Hat Full Of Stars

Cyndi Lauper

Epic, 1993


REVIEW BY: Mark Millan


When Cyndi Lauper’s third album, 1989’s A Night To Remember, bombed, it hit her pretty hard. She took some time away from the cutthroat industry she had so much wanted to succeed in.  Time was spent reevaluating her career and the direction that she wished for it to head in, and tentative plans were put in place to begin work on album number four, which Epic were desperately awaiting. 

This time around, Lauper went about a complete overhaul of her sound. The record would cross many a genre and she wrote about much more serious issues, making it her most socially-conscious work to date. This fact is reflected by the black and white cover shot, which was in stark contrast to the bright colors of previous covers. Unfortunately for Lauper, though, all of this hard work and newly found ambition was not to pay off: my_heart_sings_the_harmony_web_ad_alt_250 Hat Full Of Stars sunk without a trace, barely recording enough sales to even recoup its costs.

In the aftermath of the second straight bomb of her career, Lauper must have been at a loss to figure out what was going wrong. But now, with hindsight, she has cast a subjective eye over the project and highlighted a few flaws. Lauper’s main gripe with the record today is her singing, which she felt was not “sharp enough.” She even went so far as to re-record some of these songs for a Japanese only release years later, called Shine. I can see what Lauper is on about as far as her singing is concerned, but I tend to think it was just about time and place as to why this record bombed because the material here isn’t half bad at all.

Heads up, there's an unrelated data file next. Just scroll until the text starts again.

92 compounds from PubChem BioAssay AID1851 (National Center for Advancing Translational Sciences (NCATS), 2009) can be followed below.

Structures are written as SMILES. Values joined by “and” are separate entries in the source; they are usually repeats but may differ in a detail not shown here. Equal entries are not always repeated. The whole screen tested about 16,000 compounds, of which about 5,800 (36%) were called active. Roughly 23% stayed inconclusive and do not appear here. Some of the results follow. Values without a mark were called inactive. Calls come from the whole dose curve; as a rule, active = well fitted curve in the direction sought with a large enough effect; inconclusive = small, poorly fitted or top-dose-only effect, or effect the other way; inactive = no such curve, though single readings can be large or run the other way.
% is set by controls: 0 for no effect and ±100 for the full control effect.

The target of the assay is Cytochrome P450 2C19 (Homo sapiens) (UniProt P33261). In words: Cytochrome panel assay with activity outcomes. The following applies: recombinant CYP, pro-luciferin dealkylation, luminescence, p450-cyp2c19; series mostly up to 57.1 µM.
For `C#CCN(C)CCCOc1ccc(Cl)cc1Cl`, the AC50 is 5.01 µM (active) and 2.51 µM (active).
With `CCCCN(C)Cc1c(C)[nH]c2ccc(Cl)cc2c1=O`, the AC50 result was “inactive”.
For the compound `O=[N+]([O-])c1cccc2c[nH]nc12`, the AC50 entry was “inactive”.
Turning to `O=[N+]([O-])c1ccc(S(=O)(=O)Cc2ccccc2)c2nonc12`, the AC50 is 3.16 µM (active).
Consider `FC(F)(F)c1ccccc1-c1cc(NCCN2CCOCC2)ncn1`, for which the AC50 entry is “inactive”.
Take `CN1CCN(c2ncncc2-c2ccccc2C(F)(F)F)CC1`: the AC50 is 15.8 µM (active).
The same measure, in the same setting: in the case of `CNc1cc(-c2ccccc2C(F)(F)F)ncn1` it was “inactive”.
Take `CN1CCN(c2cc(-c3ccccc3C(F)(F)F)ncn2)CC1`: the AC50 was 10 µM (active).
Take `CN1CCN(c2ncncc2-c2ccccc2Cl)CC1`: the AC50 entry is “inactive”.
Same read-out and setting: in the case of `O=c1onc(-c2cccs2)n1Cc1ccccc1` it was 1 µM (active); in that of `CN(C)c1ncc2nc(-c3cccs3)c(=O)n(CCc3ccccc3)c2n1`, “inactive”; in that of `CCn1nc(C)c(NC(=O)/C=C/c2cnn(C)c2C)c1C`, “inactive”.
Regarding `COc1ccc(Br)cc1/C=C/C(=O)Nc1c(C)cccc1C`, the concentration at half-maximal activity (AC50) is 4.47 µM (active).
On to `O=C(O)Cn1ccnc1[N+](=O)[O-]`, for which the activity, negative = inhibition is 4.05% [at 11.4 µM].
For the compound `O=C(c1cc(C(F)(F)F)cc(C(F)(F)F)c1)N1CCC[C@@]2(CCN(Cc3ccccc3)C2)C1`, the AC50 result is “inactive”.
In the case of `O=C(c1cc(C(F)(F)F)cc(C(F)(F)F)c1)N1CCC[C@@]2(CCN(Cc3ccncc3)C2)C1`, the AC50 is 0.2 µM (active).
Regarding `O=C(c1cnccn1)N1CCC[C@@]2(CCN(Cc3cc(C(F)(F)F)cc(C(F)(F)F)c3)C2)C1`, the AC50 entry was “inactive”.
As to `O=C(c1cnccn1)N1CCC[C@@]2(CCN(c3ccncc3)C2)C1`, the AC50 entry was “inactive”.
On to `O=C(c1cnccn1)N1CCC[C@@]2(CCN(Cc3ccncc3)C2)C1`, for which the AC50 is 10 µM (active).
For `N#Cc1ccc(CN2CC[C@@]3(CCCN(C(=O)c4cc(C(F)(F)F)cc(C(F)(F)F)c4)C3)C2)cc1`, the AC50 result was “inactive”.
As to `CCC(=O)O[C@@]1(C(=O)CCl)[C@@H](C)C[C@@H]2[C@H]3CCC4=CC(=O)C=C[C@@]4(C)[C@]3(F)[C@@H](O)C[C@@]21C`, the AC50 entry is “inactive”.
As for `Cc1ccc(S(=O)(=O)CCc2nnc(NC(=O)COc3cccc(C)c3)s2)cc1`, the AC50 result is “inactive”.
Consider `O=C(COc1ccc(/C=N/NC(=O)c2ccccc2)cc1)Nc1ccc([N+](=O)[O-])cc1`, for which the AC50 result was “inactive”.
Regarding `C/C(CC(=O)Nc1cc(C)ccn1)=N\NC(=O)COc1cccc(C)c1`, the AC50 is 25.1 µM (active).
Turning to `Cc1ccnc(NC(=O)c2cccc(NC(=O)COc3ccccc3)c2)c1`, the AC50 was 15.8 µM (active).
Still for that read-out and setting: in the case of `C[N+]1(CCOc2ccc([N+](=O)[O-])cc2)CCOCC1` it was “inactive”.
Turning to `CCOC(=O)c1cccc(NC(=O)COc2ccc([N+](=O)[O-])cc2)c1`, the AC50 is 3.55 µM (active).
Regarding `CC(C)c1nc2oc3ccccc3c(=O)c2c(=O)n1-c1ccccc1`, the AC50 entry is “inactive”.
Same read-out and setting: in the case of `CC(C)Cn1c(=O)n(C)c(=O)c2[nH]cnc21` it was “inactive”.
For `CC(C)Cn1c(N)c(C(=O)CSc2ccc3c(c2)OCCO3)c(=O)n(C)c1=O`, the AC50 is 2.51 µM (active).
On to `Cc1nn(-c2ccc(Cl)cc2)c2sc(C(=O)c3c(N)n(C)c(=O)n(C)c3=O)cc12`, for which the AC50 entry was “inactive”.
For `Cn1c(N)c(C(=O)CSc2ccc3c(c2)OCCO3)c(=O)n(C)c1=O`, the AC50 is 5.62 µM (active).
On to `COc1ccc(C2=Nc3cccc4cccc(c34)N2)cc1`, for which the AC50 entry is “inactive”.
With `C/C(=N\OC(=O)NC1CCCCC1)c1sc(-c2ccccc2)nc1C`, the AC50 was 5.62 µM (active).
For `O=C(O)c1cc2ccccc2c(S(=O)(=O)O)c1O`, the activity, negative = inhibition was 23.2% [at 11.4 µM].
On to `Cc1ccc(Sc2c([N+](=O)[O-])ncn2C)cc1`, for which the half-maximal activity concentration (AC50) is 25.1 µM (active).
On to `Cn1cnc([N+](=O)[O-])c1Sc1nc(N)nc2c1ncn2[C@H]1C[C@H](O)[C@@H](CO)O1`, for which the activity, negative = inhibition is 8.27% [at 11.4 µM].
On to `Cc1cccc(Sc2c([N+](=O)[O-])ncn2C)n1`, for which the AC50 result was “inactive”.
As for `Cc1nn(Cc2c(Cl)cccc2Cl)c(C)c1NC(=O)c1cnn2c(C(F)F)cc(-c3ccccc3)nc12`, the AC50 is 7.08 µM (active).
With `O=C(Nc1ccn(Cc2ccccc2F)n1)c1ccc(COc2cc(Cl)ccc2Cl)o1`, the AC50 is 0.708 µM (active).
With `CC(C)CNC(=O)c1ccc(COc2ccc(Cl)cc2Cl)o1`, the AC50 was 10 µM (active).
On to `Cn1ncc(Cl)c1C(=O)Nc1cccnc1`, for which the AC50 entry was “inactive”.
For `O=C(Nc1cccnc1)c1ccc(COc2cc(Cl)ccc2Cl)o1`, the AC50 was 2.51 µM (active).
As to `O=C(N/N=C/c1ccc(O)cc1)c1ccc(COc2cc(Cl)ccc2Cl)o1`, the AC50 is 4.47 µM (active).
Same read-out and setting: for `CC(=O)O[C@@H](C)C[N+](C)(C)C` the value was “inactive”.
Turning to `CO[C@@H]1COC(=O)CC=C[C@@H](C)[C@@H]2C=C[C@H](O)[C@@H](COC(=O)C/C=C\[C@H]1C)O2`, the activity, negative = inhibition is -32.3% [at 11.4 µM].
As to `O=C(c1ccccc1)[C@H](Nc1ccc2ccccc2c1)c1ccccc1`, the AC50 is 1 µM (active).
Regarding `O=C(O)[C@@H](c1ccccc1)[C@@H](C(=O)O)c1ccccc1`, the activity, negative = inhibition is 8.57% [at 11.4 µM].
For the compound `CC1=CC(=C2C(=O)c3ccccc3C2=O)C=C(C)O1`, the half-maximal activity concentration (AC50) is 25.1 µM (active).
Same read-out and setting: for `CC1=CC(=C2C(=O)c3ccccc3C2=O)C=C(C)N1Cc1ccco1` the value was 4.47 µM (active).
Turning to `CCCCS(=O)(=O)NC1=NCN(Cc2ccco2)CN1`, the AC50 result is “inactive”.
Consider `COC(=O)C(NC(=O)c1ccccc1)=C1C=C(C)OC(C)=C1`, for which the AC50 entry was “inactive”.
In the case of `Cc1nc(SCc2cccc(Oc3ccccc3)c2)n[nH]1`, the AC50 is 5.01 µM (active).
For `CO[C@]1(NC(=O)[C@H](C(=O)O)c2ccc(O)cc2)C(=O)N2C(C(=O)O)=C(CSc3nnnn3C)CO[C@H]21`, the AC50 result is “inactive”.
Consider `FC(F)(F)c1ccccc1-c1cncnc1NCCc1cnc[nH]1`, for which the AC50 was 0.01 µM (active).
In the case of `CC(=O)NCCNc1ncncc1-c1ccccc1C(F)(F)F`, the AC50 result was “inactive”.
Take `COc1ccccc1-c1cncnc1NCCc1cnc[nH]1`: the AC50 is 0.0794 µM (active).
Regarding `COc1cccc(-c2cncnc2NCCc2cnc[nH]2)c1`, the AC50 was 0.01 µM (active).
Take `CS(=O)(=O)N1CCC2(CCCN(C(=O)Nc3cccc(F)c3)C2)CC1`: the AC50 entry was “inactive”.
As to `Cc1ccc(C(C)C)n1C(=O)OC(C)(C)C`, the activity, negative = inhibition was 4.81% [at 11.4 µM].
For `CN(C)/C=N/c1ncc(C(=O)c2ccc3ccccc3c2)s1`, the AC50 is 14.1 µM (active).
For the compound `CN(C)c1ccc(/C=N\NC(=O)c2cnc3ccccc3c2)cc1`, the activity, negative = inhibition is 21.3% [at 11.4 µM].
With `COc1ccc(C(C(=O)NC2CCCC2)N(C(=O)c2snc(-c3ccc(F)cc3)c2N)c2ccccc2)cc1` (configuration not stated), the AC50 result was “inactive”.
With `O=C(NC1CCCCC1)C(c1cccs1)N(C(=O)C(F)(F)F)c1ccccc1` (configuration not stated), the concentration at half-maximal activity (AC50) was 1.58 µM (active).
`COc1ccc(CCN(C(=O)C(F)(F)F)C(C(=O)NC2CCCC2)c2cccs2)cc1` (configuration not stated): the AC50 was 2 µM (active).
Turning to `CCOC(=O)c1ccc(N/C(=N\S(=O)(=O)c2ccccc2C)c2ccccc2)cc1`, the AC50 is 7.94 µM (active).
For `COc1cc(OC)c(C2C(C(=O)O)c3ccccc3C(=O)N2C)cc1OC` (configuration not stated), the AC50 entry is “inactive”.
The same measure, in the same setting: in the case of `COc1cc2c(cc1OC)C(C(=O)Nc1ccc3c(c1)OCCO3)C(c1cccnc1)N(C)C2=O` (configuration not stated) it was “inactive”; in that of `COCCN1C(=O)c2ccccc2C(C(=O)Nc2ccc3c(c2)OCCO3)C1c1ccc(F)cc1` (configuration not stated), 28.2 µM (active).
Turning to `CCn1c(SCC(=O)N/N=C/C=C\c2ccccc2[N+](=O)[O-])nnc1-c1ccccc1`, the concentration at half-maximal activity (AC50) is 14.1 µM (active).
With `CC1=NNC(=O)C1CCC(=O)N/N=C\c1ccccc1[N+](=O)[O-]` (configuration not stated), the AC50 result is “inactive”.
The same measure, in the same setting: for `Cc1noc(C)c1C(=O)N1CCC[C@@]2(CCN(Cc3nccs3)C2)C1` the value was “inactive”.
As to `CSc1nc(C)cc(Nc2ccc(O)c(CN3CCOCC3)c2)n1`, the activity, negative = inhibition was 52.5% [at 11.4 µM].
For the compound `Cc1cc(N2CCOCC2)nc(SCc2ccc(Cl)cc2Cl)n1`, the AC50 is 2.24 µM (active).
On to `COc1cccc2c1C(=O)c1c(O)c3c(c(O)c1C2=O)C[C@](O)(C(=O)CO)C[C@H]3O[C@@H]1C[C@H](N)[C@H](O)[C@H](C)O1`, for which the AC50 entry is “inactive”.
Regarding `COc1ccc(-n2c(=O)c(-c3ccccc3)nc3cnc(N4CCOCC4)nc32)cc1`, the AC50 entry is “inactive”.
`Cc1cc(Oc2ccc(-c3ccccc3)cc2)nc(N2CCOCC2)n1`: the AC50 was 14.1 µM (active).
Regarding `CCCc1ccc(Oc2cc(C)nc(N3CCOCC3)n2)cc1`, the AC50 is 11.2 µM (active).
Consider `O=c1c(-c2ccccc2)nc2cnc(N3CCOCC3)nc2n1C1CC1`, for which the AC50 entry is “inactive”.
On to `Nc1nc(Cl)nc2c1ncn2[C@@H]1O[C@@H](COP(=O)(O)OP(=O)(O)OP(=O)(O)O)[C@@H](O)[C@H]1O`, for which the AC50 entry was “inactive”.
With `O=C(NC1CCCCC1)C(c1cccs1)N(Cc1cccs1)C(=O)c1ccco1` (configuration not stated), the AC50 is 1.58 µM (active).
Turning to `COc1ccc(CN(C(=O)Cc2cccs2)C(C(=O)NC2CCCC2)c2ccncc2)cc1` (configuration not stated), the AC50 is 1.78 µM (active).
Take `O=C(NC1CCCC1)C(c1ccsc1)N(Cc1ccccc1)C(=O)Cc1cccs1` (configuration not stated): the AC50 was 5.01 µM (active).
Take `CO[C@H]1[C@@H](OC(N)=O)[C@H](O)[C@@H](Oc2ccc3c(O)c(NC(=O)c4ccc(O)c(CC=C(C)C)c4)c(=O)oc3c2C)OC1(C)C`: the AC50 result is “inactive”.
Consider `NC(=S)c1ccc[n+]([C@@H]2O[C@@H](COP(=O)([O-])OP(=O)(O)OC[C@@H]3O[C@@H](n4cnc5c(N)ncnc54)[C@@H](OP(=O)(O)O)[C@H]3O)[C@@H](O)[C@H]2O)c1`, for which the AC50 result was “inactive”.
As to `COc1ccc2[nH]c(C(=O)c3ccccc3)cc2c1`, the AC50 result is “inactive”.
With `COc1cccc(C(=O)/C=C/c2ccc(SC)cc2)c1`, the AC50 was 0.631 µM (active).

With Madonna pushing boundaries where few had dared (the SEX book, the sublime Erotica album and the dreadful poor man’s “Basic Instinct,” Body Of Evidence), Lauper chose to give up competing in the pop market and create much more serious and urban inspired music. The fact that the public didn’t buy it says that maybe they only saw Lauper as light and fluffy and abandoned her when (as the kids say today) shit got serious. But it matters not anymore. Like I said, this record does contain some very good songs.

Most notably, these include “That’s What I Think” (a blunt social commentary if ever there was one), the heart wrenching “Sally’s Pigeons” (on which Lauper tackles abortion) and “A Part Hate,” which is a pretty straightforward song about racism. “Lies” takes on the issue of incest with a stern confidence and “Broken Glass” is a powerful song aimed at offenders of domestic violence. 

The mood is lightened with the R&B flavored “Who Let In The Rain” and “Feels Like Christmas,” which both find the Lauper of old creeping through. Lauper closed out the album superbly with the piano ballad “Hat Full Of Stars,” which is my favorite track on the record because of her beautiful vocal performance.

So despite the fact that this album was a bomb with no hit singles, Hat Full Of Stars is far from a dud album. The material holds up pretty well considering the state of pop music in 2014.

Rating: B

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